Nelly Kaplan Retrospective at NYC’s Quad Cinema Celebrates Ferocious Filmmaker | Balder and Dash
Just days after I moved to New York, the Quad Cinema screened a double feature of Suki Hawley and Michael Galinsky’s “Half Cocked” and “Radiation,” two melancholic portraits of mid-to-late-’90s indie rock life that recalled films like “The Last Picture Show” and “Inside Llewyn Davis.” I had never heard of Hawley and Galinsky or their work before, and I attended the one-night-only screening basically on a whim. By the end of the night, I was converted. In the past year, I was introduced to the work of Alan Rudolph, Eduardo de Gregorio, and Joan Micklin Silver; watched such X-rated works as “Salon Kitty” and “La Grande Bouffe”; and caught up with canonized titles like “Celine and Julie Go Boating” and “Daisy Kenyon.” For this Midwesterner, it was something of a gold mine.
When Chris Wells announced his departure as Director of Programming at the Quad Cinema two weeks ago, it compelled me to reflect upon how his work has impacted me during my brief time living in New York. As a regional novice with an interest in repertory cinema, the Quad’s programming was instrumental to my assimilation into the scene, and a neat introduction to the variety of options available in the city. Series like “Crimes of Passion: The Erotic Thriller” and “Some Are Better Than Others: The Curious Case of the Anthology Film” sought to both showcase works around a common through line while also highlighting underseen works. Wells and his team routinely exhibited unheralded films within unique contexts, guiding audiences to view these texts through new lenses with appropriate context. They challenged audiences to take chances on films with offbeat sensibilities or from artists who haven’t made big impacts in the States.
Case in point: the Quad’s “Wild Things: The Ferocious Films of Nelly Kaplan,” their latest retrospective and a celebration of Nelly Kaplan, an Argentine-born filmmaker who abandoned her economics studies at the University of Buenos Aires to emigrate to France and pursue a career in cinema. In 1954, she met director Abel Gance and quickly became his professional (and personal) partner. She spent a decade in his orbit, collaborating on works like “Magirama” and “The Battle of Austerlitz,” before eventually striking out on her own. At first, she directed a series of documentary portraits, including ones on Gustave Moreau and Pablo Picasso, but soon after she moved into directing fiction features and, later, co-writing telefilms with Jean Chapot. Kaplan’s films examine the intersection of sex and the patriarchal social order, foregrounding female desire as a revolutionary act within a conservative cultural sphere.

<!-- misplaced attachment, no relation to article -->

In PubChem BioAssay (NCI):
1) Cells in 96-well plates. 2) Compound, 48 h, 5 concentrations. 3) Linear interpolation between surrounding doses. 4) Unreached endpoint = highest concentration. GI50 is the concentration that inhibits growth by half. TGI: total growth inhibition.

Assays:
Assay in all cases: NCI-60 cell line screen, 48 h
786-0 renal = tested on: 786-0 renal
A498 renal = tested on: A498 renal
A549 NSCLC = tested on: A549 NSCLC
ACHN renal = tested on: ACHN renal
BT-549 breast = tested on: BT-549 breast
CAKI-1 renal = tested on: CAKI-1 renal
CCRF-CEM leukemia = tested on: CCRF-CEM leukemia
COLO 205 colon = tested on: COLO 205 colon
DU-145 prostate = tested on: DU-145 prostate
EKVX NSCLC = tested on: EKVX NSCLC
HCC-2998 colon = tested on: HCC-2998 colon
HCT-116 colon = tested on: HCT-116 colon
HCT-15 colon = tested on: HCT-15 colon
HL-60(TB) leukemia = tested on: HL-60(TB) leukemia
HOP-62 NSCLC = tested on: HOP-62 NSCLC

Her breakthrough debut feature “A Very Curious Girl” (pictured at top) explores the social hypocrisy within a conservative French village after an orphaned young woman becomes a sex worker. Marie (Bernadette Lafont) toils away on a farm and mostly receives abuse and harassment for her trouble. After her mother is killed in a hit-and-run accident, she embraces self-liberation and decides to charge the men in the village for sex as payback for being treated as bait for years. The village labels her a whore and tries to run her out, but despite their public objections, none of men can resist her beguiling wiles. Every elite in the neighborhood shames her sexuality yet physically engages with it every chance they get.
Kaplan’s broad social satire mines laughs from the gap between public and private personas, as well as the inherently shallow nature of conservative values, but “A Very Curious Girl” wouldn’t make such an impact if it didn’t also have gentle reverence for Marie. She channels her bitterness into a sexual revenge plot as a survival tactic and an avenue for radical expression; she rewrites her own objectification so that she’s the hero instead of the victim. Her sweetness towards a horny mute grandfather and a film exhibitor that views her as an equal illustrates that Kaplan’s critique lies less in individuals and more in the flawed system of social propriety. If the men in the village weren’t suffering under a culture of repression, they wouldn’t be punishing women for embracing their desires. In a way, Marie liberates the village by tearing apart its social fabric, even if they refuse to heed the lesson.
The other films in the series, playing all this week, spotlight Kaplan’s diverse range in genre and tone: “Papa, the Lil’ Boats,” a 1971 caper about a beautiful heiress (Sheila White) who uses her temptress ways to confound her kidnappers; “Néa,” an adaptation of a novel by Emmanuelle Arsan, writer of the erotic “Emmanuelle” series, about a young shoplifter (Ann Zacharias) who tries her hand at erotic fiction at the behest of an older publisher (Sami Frey); the melancholic social comedy “Charles and Lucie,” about a aging married couple who inherit a luxurious mansion and subsequently reevaluate their relationship. The series also features her 1984 documentary “Abel Gance and His Napoléon,” a tribute to her mentor that chronicles the making of his 1927 epic “Napoléon,” as well as her final feature to date, “The Pleasure of Love,” about a down-on-his-luck tutor (Pierre Arditi) who falls into sexual disarray after three women pursue him during a gig on a tropical island.
Quad owner and real estate magnate Charles S. Cohen says that the four-screen theater will still showcase “restored and classic films” despite Wells’ departure and its official designation as a Landmark theater. Whether that actually happens remains to be seen, but as of now, the Quad still programs exciting work from marginalized or overlooked voices. Look no further than its Nelly Kaplan series for proof.